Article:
Today's changes may cause some unexpected complications for some viewers. Depending on who made their receiver, some may find that although they haven't retuned, some channels are in the wrong place. Some may try and retune, but it doesn't bring back the channels.
Viewers with the latest generation smart boxes should not need to do anything - changes should be automatically applied without any viewer interactions.
Various makes and models vary considerably with regards to how they handle a channel change.
Channels are missing? In the wrong place?
If a retune does not restore all channels, you may need to do a "first time installation" or "factory reset". www.tvretune.co.uk has more information on retuning a TV or box with Freeview. Alternatively, the manufacturer of the equipment should be contacted for help. Freeview - a company set up solely to market free to air digital terrestrial TV - is not responsible for an individual's equipment or aerial set up and cannot assist. As a marketing company, they do not have a technical support team.
The changes have caused a few issues for TV's that automatically add channels. Some models only scan the digital multiplex that they are tuned to. This may led to channels going in the wrong place, and the viewer will have to conduct a proper retune to sort things out.
The following highlights how channels can get messed up - based on an example seen today on an LG brand TV, where the viewer follows the exact sequence described:
If ITV3 is the first channel selected, it will try and rescan the SDN digital multiplex. By doing so, it attempts to move GOLD from 17 to 20. However 20 is still taken by Really, so it moves GOLD channel 800 or similar. This is all going on in the background while the viewer is watching ITV3.
Then the viewer changes to PICK TV on channel 11. In the background, the receiver scans the "Arqiva A" multiplex which transmits PICK TV. It tries to move Dave to 12, but Yesterday is still on 12 - as the receiver has not yet scanned the digital multiplex that Yesterday is on. As a result Dave is shunted to the 800s. Really is successfully moved to 17, because GOLD was moved out of the way when ITV3 was being watched, meaning there's nothing to stop Really going on to 17. Food Network is successfully moved to channel 48, as there's nothing already on that channel. All while PICK TV is being watched.Then the viewer changes to Yesterday - still on channel 12. In the background, the receiver scans the "Arqiva B" multiplex which transits Yesterday. Now recognising for the first time that Yesterday has had a channel number change, It moves Yesterday from 12 to 19 while the viewer is watching the channel. The viewer may be surprised when pressing the P+ button to find him or herself further up the channel list! Yesterday can be moved to 19 straightaway, because 19 was cleared when PICK TV was being watched. Dave was shunted upto the 800s because Yesterday was still on channel 12. Argos TV is added to channel 55 without problem.As a result of this particular sequence of events, the viewer will have nothing on channel 12, Really on channel 17, Yesterday on 19 and nothing on channel 20. GOLD and Dave will be in the 800s, but other changes to the channel line up will have occured correctly.Now, if the viewer had switched on Yesterday first of all instead of ITV3, the receiver would have moved Yesterday to channel 800, having failed to move it to channel 19, as Dave would still have been in that slot. The receiver only looks at the particular multiplex it is tuned to, and not the wider picture.A viewer may watch another channel on the one of the affected multiplexes, such as Sky News. The autoscanning will take place in the background, and could led to a scenario similar to that listed above. Sometimes, viewers may be alerted to the fact that an autoscan has taken place when the TV automatically changes the selected service to the first channel in the Freeview channel list or to another channel on the same multiplex.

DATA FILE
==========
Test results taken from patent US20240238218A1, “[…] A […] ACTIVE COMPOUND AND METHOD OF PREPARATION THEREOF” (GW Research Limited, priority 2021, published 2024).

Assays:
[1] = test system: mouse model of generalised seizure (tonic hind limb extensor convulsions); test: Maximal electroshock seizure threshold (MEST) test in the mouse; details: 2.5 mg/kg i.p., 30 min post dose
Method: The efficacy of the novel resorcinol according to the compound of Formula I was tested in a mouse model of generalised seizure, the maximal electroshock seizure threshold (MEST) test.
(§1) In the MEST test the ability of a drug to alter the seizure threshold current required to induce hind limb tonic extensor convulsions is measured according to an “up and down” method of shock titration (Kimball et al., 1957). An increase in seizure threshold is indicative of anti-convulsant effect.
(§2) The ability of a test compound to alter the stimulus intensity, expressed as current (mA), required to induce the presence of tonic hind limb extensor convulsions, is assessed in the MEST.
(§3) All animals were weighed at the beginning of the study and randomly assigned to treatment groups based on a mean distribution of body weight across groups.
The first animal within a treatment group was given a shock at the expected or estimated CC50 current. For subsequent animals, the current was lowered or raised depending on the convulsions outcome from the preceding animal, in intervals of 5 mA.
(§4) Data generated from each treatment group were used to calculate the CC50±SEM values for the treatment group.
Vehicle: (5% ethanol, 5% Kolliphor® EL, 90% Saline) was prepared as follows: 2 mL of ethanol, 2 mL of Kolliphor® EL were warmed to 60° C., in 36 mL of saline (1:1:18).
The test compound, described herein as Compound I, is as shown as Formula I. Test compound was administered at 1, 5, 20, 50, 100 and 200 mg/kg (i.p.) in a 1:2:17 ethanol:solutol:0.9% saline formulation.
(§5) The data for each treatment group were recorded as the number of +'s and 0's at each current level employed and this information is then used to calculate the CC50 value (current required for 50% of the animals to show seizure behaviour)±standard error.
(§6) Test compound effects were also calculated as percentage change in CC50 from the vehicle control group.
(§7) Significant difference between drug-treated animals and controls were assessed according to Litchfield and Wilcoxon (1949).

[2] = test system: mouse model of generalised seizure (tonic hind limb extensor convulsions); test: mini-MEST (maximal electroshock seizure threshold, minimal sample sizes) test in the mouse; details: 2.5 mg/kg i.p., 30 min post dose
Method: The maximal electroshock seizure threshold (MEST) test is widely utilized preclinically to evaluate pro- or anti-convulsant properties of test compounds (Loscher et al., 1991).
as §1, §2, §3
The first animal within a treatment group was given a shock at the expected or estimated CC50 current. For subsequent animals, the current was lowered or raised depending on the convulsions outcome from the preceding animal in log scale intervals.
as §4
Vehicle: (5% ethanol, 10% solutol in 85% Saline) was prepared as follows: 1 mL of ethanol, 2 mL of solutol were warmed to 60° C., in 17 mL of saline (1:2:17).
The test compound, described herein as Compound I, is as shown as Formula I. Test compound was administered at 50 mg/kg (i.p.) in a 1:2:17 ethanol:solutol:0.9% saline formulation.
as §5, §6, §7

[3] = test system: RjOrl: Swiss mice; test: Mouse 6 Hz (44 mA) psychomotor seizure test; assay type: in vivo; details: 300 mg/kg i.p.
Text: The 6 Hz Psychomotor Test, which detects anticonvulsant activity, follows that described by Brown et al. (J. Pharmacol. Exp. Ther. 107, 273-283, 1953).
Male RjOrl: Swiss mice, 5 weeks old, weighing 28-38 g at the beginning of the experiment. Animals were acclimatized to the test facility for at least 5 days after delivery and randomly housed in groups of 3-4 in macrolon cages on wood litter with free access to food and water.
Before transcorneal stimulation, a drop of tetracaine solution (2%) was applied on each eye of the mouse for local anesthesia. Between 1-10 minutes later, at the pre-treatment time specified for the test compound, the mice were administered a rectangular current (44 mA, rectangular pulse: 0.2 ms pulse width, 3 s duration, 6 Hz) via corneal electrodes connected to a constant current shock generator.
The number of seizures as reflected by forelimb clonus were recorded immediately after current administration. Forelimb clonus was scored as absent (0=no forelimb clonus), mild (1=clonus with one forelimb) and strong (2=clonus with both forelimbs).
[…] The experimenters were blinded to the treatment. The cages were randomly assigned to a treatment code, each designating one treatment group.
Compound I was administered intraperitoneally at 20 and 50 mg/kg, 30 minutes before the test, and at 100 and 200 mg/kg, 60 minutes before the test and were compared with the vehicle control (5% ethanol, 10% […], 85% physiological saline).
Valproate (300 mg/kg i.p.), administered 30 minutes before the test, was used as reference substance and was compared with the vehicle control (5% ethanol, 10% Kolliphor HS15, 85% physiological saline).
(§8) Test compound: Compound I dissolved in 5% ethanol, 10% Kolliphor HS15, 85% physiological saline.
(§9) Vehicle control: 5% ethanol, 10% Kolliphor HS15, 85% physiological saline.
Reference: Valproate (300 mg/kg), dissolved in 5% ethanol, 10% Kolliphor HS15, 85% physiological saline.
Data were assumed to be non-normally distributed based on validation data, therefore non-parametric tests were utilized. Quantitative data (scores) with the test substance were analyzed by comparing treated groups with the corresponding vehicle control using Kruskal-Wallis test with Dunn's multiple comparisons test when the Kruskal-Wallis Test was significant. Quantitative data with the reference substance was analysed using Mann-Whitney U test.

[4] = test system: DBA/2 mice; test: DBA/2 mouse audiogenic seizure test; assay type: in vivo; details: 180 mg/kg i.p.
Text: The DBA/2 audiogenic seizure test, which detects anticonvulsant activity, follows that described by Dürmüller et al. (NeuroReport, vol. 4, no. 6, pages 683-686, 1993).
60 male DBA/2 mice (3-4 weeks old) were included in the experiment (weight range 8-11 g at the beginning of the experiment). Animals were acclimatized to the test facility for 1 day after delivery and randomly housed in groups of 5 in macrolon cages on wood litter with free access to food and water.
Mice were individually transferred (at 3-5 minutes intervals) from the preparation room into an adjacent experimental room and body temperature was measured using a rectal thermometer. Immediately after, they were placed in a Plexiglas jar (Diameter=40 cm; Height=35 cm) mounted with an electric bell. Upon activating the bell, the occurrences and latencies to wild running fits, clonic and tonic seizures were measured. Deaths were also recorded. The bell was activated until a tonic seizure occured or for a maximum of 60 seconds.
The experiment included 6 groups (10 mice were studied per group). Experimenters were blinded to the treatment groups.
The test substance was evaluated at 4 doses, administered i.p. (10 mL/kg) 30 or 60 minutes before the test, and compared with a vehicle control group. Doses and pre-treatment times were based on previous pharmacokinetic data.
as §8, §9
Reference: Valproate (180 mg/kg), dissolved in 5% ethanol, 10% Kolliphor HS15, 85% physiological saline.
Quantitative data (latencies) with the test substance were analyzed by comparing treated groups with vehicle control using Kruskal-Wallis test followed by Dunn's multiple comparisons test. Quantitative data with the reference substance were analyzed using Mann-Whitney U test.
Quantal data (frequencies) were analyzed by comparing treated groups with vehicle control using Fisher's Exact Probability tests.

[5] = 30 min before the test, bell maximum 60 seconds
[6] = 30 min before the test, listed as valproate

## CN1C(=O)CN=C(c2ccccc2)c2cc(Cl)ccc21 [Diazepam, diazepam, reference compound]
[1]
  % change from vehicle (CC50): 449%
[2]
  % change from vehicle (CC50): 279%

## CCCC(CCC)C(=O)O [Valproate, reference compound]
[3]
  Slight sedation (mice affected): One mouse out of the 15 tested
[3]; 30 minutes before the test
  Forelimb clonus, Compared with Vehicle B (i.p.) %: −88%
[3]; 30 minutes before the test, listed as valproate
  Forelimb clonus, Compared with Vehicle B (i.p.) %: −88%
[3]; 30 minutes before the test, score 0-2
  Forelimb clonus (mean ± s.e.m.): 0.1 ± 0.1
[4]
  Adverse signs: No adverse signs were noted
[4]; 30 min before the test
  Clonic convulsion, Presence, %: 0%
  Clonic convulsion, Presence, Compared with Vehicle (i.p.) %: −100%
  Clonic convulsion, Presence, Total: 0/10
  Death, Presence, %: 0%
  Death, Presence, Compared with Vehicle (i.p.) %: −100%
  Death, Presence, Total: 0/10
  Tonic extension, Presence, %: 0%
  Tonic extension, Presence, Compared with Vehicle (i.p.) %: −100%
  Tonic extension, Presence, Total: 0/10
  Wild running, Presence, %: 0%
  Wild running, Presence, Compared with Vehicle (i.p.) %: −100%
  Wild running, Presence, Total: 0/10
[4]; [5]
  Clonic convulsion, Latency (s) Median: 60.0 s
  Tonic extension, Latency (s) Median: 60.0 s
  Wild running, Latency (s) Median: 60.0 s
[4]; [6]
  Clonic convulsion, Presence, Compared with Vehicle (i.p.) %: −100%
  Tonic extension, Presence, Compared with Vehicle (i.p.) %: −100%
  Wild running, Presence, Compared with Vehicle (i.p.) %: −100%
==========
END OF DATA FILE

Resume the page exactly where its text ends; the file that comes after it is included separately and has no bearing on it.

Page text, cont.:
As a result, when people come home this afternoon and tonight, they may find that although they haven't retuned, some of their channels may be in unexpected positions. Some viewers may not notice until they want to watch a programme on the channel in a week's time (or further into the future) and they may think that the channel has been lost or taken off Freeview! Or they may be under the impression that they have a reception problem.
A retune will need to be done to correct the problems and restore the channel line up.